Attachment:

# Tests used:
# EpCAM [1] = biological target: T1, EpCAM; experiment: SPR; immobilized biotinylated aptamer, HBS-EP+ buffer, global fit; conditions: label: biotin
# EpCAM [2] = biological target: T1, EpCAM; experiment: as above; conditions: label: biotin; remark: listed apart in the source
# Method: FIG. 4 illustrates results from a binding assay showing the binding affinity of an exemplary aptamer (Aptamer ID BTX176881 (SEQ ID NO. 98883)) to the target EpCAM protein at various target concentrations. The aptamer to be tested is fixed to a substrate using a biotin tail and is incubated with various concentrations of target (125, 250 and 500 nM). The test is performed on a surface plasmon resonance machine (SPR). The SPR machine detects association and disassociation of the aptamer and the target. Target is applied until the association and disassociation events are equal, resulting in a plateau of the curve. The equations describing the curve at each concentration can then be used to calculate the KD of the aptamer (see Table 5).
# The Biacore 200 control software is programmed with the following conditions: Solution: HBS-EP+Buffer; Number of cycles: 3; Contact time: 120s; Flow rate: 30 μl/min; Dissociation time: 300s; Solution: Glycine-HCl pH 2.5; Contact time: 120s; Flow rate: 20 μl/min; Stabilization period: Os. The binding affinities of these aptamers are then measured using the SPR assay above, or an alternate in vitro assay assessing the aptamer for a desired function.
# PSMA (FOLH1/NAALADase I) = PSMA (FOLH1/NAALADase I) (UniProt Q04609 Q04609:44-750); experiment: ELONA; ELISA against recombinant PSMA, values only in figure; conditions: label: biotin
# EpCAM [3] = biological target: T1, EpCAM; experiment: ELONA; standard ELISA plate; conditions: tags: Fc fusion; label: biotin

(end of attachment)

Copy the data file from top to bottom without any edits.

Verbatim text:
# Tests used:
# EpCAM [1] = biological target: T1, EpCAM; experiment: SPR; immobilized biotinylated aptamer, HBS-EP+ buffer, global fit; conditions: label: biotin
# EpCAM [2] = biological target: T1, EpCAM; experiment: as above; conditions: label: biotin; remark: listed apart in the source
# Method: FIG. 4 illustrates results from a binding assay showing the binding affinity of an exemplary aptamer (Aptamer ID BTX176881 (SEQ ID NO. 98883)) to the target EpCAM protein at various target concentrations. The aptamer to be tested is fixed to a substrate using a biotin tail and is incubated with various concentrations of target (125, 250 and 500 nM). The test is performed on a surface plasmon resonance machine (SPR). The SPR machine detects association and disassociation of the aptamer and the target. Target is applied until the association and disassociation events are equal, resulting in a plateau of the curve. The equations describing the curve at each concentration can then be used to calculate the KD of the aptamer (see Table 5).
# The Biacore 200 control software is programmed with the following conditions: Solution: HBS-EP+Buffer; Number of cycles: 3; Contact time: 120s; Flow rate: 30 μl/min; Dissociation time: 300s; Solution: Glycine-HCl pH 2.5; Contact time: 120s; Flow rate: 20 μl/min; Stabilization period: Os. The binding affinities of these aptamers are then measured using the SPR assay above, or an alternate in vitro assay assessing the aptamer for a desired function.
# PSMA (FOLH1/NAALADase I) = PSMA (FOLH1/NAALADase I) (UniProt Q04609 Q04609:44-750); experiment: ELONA; ELISA against recombinant PSMA, values only in figure; conditions: label: biotin
# EpCAM [3] = biological target: T1, EpCAM; experiment: ELONA; standard ELISA plate; conditions: tags: Fc fusion; label: biotin